Being a manager comes with a lot of duties and responsibilities. So many managers are tasked with an extremely busy schedule and are still held accountable for the productivity of their employees. That also means employee happiness.
Although many leaders think they’re doing a great job at managing their employees, the majority of the population might suggest something different.
A lack of happiness in the workplace is a growing trend with multiple causes. Poor management that promotes minimal communication, a lack of a sense of belonging, and creating negative competition are common causes.
Employees that feel unhappy are less likely to be creative, communicate, and most importantly- be productive. So what should you be doing to keep your employees happy? Here are 4 things you can do to increase employee happiness:
Staying locked up in your office, and considering yourself too busy is easy to do. It’s also toxic.
Having an open communication policy is something that is easily overlooked by managers. Open communication allows your employees to feel more comfortable sharing ideas, feedback, and expressing themselves freely.
When proper communication is implemented in the workplace, employees share and spread positive ideas. When multiple minds come together, they work stronger and more efficiently than by themselves. This eliminates negative competition, and brings employees together.
Additionally, it’s important to keep an open door. An open door doesn’t necessarily mean your door is physically open 24/7 (although it could help). It means always being readily available to listen, and engage with your employees when they need you. Once your employees feel like they can openly communicate with you, bonds of trust will begin to form.
Monkey see, monkey do.
Practice Emotional Intelligence
Emotional intelligence is the ability to recognize your own emotions, and the emotions of others. Falling under the category of communication, emotional intelligence is communicating with a purpose.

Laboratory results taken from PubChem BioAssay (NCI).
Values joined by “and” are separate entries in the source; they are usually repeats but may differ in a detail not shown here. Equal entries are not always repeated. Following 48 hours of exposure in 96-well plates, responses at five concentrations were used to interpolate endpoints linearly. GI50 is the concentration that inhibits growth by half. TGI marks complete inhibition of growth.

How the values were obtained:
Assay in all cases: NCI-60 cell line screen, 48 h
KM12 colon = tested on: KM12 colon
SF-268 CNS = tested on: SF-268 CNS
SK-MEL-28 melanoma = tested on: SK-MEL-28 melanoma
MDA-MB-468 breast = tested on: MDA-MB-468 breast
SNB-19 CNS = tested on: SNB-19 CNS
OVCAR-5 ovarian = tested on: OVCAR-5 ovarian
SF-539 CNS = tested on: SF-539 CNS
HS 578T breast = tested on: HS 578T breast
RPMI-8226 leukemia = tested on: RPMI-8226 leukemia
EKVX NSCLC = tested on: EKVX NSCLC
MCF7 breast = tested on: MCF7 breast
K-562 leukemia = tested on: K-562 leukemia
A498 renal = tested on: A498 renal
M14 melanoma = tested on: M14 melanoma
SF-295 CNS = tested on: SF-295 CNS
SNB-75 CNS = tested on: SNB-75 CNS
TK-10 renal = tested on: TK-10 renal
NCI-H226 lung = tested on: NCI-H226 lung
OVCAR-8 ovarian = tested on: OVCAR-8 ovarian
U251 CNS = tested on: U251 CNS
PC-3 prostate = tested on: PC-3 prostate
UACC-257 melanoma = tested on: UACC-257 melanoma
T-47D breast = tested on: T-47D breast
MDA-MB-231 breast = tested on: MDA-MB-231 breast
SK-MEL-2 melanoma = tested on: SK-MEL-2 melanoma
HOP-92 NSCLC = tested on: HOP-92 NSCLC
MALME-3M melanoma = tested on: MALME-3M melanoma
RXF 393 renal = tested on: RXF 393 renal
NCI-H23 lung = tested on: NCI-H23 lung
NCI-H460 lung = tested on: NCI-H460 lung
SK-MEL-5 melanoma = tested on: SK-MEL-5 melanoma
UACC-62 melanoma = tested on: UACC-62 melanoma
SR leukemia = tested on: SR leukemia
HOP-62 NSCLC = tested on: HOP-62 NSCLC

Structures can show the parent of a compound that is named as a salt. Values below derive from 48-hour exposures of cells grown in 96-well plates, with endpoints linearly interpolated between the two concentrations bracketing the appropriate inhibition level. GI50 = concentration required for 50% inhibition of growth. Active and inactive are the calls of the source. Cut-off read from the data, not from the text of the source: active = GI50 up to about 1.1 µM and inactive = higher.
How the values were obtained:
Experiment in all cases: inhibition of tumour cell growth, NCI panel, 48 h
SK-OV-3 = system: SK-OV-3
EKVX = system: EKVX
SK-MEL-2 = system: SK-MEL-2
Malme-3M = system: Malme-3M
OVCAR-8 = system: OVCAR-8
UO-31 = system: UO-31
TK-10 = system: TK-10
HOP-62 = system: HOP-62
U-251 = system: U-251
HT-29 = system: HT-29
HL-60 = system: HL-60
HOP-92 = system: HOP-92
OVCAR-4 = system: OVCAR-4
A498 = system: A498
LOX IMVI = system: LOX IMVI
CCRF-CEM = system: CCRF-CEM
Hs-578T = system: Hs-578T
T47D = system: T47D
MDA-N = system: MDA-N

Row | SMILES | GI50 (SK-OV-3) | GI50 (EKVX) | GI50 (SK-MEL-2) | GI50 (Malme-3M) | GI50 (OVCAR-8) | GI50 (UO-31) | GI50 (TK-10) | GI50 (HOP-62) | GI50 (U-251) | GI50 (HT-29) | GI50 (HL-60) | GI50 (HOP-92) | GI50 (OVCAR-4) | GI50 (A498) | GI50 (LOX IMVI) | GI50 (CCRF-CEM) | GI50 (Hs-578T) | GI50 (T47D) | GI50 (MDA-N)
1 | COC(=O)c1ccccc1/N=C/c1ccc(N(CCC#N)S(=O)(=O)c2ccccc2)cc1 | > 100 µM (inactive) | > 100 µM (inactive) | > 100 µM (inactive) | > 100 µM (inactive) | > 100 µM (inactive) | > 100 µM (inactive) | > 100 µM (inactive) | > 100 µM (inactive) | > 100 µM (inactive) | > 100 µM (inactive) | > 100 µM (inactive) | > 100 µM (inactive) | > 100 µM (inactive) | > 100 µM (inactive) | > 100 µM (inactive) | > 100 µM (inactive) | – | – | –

Truly understanding the needs of your employees, and reacting accordingly will help build those solid trust bonds, and show that you’re a strong, positive leader in stressful situations.
Reacting positively to your employees includes:
- Keeping calm in stressful situations
- Understanding where your employees come from (emotionally)
- Actively listening to their feedback
- Finding a solution that works for both you, and your employee
Practice keeping an open mind, and maintaining patience. If you “come from contribution,” emotional intelligence will naturally take place over time and you are more likely to achieve employee happiness.
Starting to understand your employees personality should come as early as their hiring. Although humans are a very adaptive species, we work well in environments that naturally fit to how we think.
Putting someone where they feel less comfortable will limit creativity. This will lead to stress and unhappiness.
If you’re hiring an assistant, you want to find someone who has an organizational mindset. When you use someone who doesn’t have great organizational skills for that job, they’ll have a hard time and be unhappy. You’ll be unhappy with what they’re doing and production will diminish.
As your employees begin to feel more comfortable with you as a manager and the open communication policies are working, personalities will begin to become more prominent.
It’s your job to leverage their personalities to magnify their strengths, and pair your employees together with personalities that work well with each other. This not only benefits your employees happiness, it also improves productivity.
Employees, Friends, Family
Being a manager doesn’t give you the ‘hat’ of being the ruler. It’s your job to keep your employees productive, and you need to remember that treating your employees kindly should always come first.
As a manager and leader, your employees are like your family. Naturally, you don’t want to see your family members or friends fail. You try to encourage them and help give them the proper support they need to succeed.
So what’s the difference for your employees? If you believe in, and passionately drive your employees toward success it will be evident, and it will be contagious.
If you don’t feel the need to care for your employees and take the time to help them achieve what they’re meant to do, maybe it’s time to consider a different position.
Putting employee happiness first is one of the best moves any leader can do. Employees are driven by emotion, even more so than money based incentives. Treat your employees first. Creating happiness is a free, invaluable resource that leads to a successful business, and more happiness in the workplace